My heart sank. My optimism was now turned against me, for I had fallen into the trap of these highwaymen, and had directed Constance too to follow.
We were ordered to dismount our steeds and present our silver. Constance was so terrified at this that she screamed aloud. At this terrible sound, my heart raced and my whole body was cast into a burning desire to defend her, and myself. Henry: it was as if the world around me had slowed, like observing the hands of a watch left too long unwound. I have not found it necessary to physically fight since we were bairns staging rivalries with the laddies in the next neighborhood. I had no arms with me, and can scarcely shoot a gun even when I do possess one. I found myself to contemplate the situation — I am certain I could have not spent so much time in pondering as it felt I did. I considered, first, that what money we had was all that we had; to lose it would have required the termination of our journey and all our plans for the future, for we had only scarcely passed out of London, and would we be robbed at this moment, we could not hope to reach Gretna Green at all. That would obligate our return to Richmond, to Fawkes, to a life of being barred from one another’s company. Such an outcome could not be allowed — must never be!
But then, what means did I have to prevent it? I had no weapons, whereas it was evident that our tormentors were very suitably equipped for their chosen profession. Must I really be called to turn over all of my hard-won silver and abandon all my hopes and cherished dreams? Or was there any other way that I could preserve myself and bring Constance safely with me?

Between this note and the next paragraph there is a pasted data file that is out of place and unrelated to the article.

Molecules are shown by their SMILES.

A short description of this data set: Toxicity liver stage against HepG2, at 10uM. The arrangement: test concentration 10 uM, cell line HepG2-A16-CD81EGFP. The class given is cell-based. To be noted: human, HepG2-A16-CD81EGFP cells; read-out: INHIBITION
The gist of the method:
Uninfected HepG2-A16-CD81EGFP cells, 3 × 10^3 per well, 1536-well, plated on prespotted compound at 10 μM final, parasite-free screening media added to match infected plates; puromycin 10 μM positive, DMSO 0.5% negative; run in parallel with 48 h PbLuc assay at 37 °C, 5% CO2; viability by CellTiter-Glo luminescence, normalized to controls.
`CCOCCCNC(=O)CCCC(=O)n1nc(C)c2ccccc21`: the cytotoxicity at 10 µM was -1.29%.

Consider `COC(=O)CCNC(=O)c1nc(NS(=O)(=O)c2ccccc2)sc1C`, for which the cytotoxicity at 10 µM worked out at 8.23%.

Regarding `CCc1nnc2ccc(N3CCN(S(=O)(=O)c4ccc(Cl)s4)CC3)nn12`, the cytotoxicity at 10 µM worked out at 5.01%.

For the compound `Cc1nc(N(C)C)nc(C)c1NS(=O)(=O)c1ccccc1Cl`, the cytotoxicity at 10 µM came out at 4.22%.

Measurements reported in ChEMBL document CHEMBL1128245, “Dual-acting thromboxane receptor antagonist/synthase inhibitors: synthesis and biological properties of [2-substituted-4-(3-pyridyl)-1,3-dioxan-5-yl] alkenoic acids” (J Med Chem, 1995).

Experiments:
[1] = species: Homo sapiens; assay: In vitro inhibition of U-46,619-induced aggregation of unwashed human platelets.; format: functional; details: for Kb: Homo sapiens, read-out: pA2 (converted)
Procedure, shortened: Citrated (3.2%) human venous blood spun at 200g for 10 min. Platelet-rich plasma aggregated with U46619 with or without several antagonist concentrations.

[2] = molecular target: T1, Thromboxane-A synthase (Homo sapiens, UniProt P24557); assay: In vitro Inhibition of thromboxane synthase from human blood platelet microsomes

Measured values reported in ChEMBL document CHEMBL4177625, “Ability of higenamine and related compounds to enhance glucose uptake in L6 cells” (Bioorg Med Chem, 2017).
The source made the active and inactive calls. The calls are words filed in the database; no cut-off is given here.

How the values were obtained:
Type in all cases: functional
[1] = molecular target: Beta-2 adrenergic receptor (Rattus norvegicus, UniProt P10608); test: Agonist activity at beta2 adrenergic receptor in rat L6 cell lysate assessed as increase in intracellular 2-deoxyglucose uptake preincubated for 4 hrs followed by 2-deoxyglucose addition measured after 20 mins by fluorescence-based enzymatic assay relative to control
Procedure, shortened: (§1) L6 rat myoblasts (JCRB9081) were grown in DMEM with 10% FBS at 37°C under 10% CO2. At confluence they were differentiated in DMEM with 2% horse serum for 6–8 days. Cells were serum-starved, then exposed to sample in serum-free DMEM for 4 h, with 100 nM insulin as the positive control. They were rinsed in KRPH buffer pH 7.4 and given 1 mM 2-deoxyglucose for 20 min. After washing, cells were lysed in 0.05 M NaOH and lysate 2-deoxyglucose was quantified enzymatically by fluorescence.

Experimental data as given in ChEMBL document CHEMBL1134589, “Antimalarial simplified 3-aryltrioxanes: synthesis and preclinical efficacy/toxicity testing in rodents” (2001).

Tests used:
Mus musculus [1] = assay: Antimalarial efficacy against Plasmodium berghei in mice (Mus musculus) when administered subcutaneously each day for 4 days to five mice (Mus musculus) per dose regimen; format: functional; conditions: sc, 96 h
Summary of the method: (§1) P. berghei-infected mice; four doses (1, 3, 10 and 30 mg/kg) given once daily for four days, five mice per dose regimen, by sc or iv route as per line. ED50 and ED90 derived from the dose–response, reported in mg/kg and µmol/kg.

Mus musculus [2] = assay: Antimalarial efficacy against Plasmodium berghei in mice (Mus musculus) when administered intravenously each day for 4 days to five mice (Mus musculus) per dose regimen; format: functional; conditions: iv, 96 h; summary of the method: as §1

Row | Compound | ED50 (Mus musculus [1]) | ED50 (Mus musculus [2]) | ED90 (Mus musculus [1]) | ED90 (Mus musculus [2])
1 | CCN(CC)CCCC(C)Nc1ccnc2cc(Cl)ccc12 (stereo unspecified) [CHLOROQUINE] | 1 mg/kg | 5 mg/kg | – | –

I raised my hands as if in peace, and called out to them: “I shall deliver. Allow me to dismount.” I looked to my Constance, frustrated that there was no means to communicate to her my intentions, without revealing them to the enemy as well. I put my leg over the saddle of my horse, as if I were prepared to dismount. Yet that is not the action I performed; rather, I leapt upwards with both feet upon the saddle of the horse, and jumped, then falling violently upon the beast of the first highwayman. This was, I perceived, my only hope for victory against these rogues — my wish was to beat the man senseless, and perhaps relieve him of his weapon. When I seized him, he was properly startled, and in his fright he fired his pistol without meaning to — fired at nothing, and hit nothing. His gun’s one and only bullet was spent. His horse became startled, though being an obedient beast and probably much accustomed to gunfire, it did not rear up or run, but it rather circled and shook itself, attempting to throw me from its back as I wrestled with its master. I was at risk of a fall, for certain; but with pure tenacity I held my opponent and prevented his striking me a single blow with hand or fist. Yet circumstance was rendering me unsure of my continued hold, for the saddle — plainly not meant to bear the weight of two struggling men — was beginning to slide sideways and would surely pull down one, or both of us, in a short time.
As we writhed, I heard Constance to call my name. I called back to her, scarcely aware of what I even said, but my full intention was upon overcoming the villain with whom I grappled. I instructed her to flee, and though she hesitated, she obeyed my command and sent her horse galloping off amidst the commotion. Constance has since revealed to me that the second highwayman had aimed his pistol for me, and she had been seeking to warn me when she called out; but her alarm was unneeded, as the horse upon which I was fixed was too busily spinning in circles, he such could not aim his weapon sure enough to find it worth his bullet.